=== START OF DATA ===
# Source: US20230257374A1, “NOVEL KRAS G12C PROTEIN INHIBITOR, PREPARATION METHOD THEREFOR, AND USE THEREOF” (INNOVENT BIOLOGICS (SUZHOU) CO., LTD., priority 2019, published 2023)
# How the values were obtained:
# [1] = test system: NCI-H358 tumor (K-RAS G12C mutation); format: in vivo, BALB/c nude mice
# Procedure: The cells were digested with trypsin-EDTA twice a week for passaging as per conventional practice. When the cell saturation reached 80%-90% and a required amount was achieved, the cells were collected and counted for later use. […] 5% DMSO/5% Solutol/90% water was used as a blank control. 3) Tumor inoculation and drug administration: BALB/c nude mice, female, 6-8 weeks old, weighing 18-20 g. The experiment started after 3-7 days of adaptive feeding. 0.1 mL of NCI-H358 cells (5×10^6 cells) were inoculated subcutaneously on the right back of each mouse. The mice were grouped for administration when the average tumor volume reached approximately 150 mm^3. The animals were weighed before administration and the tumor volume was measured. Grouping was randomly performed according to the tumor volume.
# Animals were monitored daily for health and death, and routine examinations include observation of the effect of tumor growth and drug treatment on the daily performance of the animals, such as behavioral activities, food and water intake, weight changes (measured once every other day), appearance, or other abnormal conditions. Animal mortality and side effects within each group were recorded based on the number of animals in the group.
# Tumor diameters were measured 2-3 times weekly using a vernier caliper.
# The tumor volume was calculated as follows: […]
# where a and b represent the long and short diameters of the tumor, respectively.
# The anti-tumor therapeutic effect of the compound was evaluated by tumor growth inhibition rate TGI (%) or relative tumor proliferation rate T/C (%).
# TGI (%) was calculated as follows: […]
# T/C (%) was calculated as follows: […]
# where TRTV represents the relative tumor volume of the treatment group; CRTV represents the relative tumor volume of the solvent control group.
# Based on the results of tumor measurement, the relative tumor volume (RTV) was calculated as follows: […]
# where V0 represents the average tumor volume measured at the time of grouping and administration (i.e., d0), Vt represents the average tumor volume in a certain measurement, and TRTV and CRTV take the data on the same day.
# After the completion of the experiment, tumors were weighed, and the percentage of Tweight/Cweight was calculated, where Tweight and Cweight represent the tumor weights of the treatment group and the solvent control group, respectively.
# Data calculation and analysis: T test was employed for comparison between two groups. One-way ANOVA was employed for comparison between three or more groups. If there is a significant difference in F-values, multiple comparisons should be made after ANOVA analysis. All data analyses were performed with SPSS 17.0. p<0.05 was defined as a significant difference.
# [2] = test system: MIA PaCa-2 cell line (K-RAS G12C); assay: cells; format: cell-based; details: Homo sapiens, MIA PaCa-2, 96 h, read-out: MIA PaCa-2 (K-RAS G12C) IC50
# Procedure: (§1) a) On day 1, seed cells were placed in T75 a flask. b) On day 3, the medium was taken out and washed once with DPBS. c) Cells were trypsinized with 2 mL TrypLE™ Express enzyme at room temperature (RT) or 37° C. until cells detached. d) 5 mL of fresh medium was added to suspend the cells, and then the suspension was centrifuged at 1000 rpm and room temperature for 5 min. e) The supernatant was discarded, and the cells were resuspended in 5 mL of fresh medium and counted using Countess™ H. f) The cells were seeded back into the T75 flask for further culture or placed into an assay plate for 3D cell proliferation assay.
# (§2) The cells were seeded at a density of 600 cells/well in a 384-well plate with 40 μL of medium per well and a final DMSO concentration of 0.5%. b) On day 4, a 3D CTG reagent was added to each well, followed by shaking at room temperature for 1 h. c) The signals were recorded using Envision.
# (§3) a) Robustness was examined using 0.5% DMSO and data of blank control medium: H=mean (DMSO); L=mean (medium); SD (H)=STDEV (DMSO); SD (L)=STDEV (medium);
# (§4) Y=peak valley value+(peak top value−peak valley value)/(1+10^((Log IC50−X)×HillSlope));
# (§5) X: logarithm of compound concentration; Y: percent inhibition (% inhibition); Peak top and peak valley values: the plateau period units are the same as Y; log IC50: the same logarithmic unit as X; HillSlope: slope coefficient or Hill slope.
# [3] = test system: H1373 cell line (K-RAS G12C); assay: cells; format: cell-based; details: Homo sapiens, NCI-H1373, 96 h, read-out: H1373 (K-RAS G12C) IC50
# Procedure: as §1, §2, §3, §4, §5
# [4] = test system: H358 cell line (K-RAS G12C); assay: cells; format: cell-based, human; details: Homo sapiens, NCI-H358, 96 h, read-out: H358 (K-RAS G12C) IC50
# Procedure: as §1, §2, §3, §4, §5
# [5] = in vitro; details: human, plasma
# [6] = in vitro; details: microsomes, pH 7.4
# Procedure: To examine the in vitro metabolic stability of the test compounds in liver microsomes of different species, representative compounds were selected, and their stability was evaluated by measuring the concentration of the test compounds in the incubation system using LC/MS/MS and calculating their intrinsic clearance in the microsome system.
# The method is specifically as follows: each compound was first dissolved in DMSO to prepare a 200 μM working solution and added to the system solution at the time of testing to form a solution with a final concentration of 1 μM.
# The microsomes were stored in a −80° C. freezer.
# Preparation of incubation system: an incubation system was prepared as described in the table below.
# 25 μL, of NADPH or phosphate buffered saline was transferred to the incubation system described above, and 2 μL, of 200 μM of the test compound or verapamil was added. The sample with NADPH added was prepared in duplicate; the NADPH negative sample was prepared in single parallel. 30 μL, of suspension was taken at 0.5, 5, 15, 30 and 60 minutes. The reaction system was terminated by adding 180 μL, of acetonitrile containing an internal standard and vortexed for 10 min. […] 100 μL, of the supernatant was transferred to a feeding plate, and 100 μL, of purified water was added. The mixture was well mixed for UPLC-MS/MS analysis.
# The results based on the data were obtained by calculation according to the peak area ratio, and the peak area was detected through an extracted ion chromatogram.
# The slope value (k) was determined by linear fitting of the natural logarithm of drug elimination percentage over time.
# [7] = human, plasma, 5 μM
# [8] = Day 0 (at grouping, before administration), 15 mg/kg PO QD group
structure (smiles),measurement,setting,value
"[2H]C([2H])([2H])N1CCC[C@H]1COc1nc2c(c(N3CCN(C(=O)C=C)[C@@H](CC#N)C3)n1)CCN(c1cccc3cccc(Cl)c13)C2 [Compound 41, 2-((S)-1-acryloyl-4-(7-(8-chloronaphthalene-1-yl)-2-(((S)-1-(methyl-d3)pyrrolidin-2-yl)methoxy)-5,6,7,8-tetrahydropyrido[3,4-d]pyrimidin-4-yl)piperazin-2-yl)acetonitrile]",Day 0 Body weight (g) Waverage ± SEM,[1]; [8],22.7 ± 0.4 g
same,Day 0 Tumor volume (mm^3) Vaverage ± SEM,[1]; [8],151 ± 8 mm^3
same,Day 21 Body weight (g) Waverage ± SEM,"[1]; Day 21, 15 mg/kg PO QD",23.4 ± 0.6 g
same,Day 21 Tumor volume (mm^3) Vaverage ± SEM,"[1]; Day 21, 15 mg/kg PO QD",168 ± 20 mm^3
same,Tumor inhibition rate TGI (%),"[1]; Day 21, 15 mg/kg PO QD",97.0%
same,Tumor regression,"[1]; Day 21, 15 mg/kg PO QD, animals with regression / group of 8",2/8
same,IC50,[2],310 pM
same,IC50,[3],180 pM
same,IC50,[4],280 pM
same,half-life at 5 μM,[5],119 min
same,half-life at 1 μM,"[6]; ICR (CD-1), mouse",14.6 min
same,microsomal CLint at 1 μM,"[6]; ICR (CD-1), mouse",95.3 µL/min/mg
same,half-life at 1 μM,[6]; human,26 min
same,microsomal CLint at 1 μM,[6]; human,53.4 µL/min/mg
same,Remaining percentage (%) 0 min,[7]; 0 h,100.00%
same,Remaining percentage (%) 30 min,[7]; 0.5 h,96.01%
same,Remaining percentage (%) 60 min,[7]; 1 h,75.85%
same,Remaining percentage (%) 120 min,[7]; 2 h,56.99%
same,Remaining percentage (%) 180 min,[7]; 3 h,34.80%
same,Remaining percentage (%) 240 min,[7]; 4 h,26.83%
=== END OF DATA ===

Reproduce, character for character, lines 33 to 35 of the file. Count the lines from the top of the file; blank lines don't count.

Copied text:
# 25 μL, of NADPH or phosphate buffered saline was transferred to the incubation system described above, and 2 μL, of 200 μM of the test compound or verapamil was added. The sample with NADPH added was prepared in duplicate; the NADPH negative sample was prepared in single parallel. 30 μL, of suspension was taken at 0.5, 5, 15, 30 and 60 minutes. The reaction system was terminated by adding 180 μL, of acetonitrile containing an internal standard and vortexed for 10 min. […] 100 μL, of the supernatant was transferred to a feeding plate, and 100 μL, of purified water was added. The mixture was well mixed for UPLC-MS/MS analysis.
# The results based on the data were obtained by calculation according to the peak area ratio, and the peak area was detected through an extracted ion chromatogram.
# The slope value (k) was determined by linear fitting of the natural logarithm of drug elimination percentage over time.